Publishers accused the schools of making greater use of their materials than was allowed by copyright law. But it is really about the future of academic publishers in a world where we can share digital materials far more seamlessly than ever before. And if we can be sued for sharing academic materials, what is to stop us from getting sued if a student videotapes us showing a movie clip and it becomes popular enough to attract attention? The judge in the case found that only 5% of the cases the publishers cited would fall out of even a conservative definition of fair use, and thus that faculty and librarians are largely on the right side of the law. Yet the publishers have said they were going to appeal the case, not to protect their own economic interests, but on the advice of the authors of the texts in question, who would like your students to pay their residuals check every time you have them use that article (thank you very much.)  In short, those of us in academia and academic publishing are living in a den of vipers, in which each side is willing to strike the other down for the few remaining morsels of public higher education funding.

If we can’t put course reserves on library websites, how will students not have to pay for them on MOOCs? And what does that mean in terms of it being “Open?”  In some cases, getting students to pay for the text is the primary goal of the MOOC : The economics professor at U.C. Irvine who was removed as instructor from his own MOOC, in part because he was insisting that, to participate in the MOOC, the 40,000 or so students would need to buy his $90 economics textbook. The flipside of this is what the AAUP has often feared will happen: once our lectures can be recorded, once our MOOCs created, what is to stop universities from repackaging them, assuming them to be “works for hire,” leaving faculty no claims to copyright in their teaching materials.

MOOCs might present some interesting possibilities for the students that will soon be graduating into our universities and colleges – and those who, while qualified, will not be able to afford a formal education because support for the public system is itself under fire. Since so much of their conversation with their peers will be mediated by some form of audio-visual artifact, it is intriguing to think about what the circulation of our classroom discussions might mean. It is difficult to chart a path through this landscape that doesn’t ultimately lead to a cliff on the other side. Luckily my colleagues – like Bryan Alexander – are on the case.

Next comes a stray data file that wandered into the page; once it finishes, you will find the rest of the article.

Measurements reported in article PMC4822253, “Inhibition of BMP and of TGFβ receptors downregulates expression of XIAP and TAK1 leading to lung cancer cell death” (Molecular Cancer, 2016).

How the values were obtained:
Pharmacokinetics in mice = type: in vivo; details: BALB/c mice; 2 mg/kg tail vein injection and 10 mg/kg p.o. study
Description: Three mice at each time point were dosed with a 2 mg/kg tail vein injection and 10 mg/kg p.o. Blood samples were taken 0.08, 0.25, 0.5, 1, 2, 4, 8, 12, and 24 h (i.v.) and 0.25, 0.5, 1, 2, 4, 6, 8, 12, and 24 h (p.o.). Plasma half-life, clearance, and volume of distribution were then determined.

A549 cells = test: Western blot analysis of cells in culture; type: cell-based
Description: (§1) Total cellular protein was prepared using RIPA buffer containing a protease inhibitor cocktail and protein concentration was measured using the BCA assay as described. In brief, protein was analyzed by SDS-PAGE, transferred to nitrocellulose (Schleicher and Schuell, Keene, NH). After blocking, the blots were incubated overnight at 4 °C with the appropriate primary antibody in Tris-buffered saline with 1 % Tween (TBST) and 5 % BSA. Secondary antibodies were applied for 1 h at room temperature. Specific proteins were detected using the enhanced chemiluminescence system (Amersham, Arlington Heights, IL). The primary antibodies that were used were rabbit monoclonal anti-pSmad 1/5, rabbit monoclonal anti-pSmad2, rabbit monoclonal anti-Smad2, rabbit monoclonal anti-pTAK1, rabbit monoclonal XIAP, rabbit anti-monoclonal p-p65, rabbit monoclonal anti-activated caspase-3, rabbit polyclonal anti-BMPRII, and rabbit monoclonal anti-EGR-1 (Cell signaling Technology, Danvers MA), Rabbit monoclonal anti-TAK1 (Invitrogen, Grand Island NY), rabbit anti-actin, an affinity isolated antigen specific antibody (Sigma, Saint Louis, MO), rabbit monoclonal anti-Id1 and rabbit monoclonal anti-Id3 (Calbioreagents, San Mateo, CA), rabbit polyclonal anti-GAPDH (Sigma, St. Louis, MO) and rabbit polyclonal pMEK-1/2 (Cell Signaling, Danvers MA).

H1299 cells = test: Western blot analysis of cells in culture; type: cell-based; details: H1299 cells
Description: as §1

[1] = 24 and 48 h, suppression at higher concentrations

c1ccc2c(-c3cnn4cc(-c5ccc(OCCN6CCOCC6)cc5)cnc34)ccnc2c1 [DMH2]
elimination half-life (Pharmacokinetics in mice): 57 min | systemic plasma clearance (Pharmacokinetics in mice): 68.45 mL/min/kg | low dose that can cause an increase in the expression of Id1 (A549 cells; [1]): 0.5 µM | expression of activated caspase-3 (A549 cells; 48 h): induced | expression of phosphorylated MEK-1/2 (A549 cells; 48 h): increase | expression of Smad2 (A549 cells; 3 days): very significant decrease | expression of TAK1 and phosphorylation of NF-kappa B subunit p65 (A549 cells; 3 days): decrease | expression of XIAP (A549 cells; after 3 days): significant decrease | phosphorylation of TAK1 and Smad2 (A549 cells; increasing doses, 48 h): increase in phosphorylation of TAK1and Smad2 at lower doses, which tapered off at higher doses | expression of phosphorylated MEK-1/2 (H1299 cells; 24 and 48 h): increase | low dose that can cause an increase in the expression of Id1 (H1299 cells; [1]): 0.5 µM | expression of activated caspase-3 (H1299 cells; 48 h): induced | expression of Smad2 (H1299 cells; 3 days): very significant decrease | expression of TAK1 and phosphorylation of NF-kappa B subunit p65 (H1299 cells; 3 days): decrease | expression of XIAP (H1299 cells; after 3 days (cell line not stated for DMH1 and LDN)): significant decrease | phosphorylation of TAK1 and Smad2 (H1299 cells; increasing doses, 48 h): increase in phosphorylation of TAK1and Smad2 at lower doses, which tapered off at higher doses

I’m not sure if the Rutgers Senate statement strikes the right balance, but at least it errs on the side of giving students and faculty control over how recordings will be used. Now they just need a statement of imagination outlining all the possible ways it could help enhance learning if recording were allowed.

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Extrapolating through the North Pole

Here’s an interesting little case of extrapolation. Maybe the number of ships crossing the Arctic Ocean will increase, as the northern ice cap continues to recede.
Check out the numbers:

Shipping routes through the opening-up Arctic.

If we trace that arc forward, when do we hit 100 ships, 2020 or so?

 

Extrapolating the future of computer hardware

Here’s a good example of the extrapolation method, applied specifically to computer hardware.  Feld provides many examples, some tutorials, and finally offers caveats.

(via the LinkedIn Predictors group)

What happens next in a big economy?

Forecasting the next moves of a big, complex economy is very challenging.  This post about a possible recession demonstrates those challenges well.

Notice, for example, conflicting indicators in this chart:


Industrial production (purple) and personal income ex. transfers (blue) are dipping down, while manufacturing and trade sales (red) and nonfarm payroll employment (green) bode well.  How to assess their relative influence?

Compare with the economists’ survey at the end.

Computing and learning after the smartphone

What happens to digital technology if Moore’s Law continues to hold?  What happens to learning, if hardware keeps on shrinking?